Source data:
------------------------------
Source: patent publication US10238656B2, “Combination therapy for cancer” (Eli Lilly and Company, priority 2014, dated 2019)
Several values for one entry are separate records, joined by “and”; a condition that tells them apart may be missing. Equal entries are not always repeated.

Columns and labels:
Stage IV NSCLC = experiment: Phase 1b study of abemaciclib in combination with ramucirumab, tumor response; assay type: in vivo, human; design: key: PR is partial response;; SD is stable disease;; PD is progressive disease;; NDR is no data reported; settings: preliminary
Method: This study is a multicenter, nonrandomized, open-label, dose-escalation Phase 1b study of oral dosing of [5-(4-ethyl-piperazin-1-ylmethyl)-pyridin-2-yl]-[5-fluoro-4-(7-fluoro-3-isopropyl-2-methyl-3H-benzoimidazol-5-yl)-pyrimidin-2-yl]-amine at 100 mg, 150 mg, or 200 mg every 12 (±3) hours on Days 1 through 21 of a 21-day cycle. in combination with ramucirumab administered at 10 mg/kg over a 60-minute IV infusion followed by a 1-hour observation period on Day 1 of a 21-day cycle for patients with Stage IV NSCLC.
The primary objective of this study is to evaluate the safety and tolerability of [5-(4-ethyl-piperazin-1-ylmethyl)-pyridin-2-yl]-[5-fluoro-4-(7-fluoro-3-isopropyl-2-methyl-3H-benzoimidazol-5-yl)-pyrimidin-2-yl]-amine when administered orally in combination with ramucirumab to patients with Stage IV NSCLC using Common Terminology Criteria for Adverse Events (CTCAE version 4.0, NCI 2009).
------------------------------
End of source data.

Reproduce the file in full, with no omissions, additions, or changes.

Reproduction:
Source: patent publication US10238656B2, “Combination therapy for cancer” (Eli Lilly and Company, priority 2014, dated 2019)
Several values for one entry are separate records, joined by “and”; a condition that tells them apart may be missing. Equal entries are not always repeated.

Columns and labels:
Stage IV NSCLC = experiment: Phase 1b study of abemaciclib in combination with ramucirumab, tumor response; assay type: in vivo, human; design: key: PR is partial response;; SD is stable disease;; PD is progressive disease;; NDR is no data reported; settings: preliminary
Method: This study is a multicenter, nonrandomized, open-label, dose-escalation Phase 1b study of oral dosing of [5-(4-ethyl-piperazin-1-ylmethyl)-pyridin-2-yl]-[5-fluoro-4-(7-fluoro-3-isopropyl-2-methyl-3H-benzoimidazol-5-yl)-pyrimidin-2-yl]-amine at 100 mg, 150 mg, or 200 mg every 12 (±3) hours on Days 1 through 21 of a 21-day cycle. in combination with ramucirumab administered at 10 mg/kg over a 60-minute IV infusion followed by a 1-hour observation period on Day 1 of a 21-day cycle for patients with Stage IV NSCLC.
The primary objective of this study is to evaluate the safety and tolerability of [5-(4-ethyl-piperazin-1-ylmethyl)-pyridin-2-yl]-[5-fluoro-4-(7-fluoro-3-isopropyl-2-methyl-3H-benzoimidazol-5-yl)-pyrimidin-2-yl]-amine when administered orally in combination with ramucirumab to patients with Stage IV NSCLC using Common Terminology Criteria for Adverse Events (CTCAE version 4.0, NCI 2009).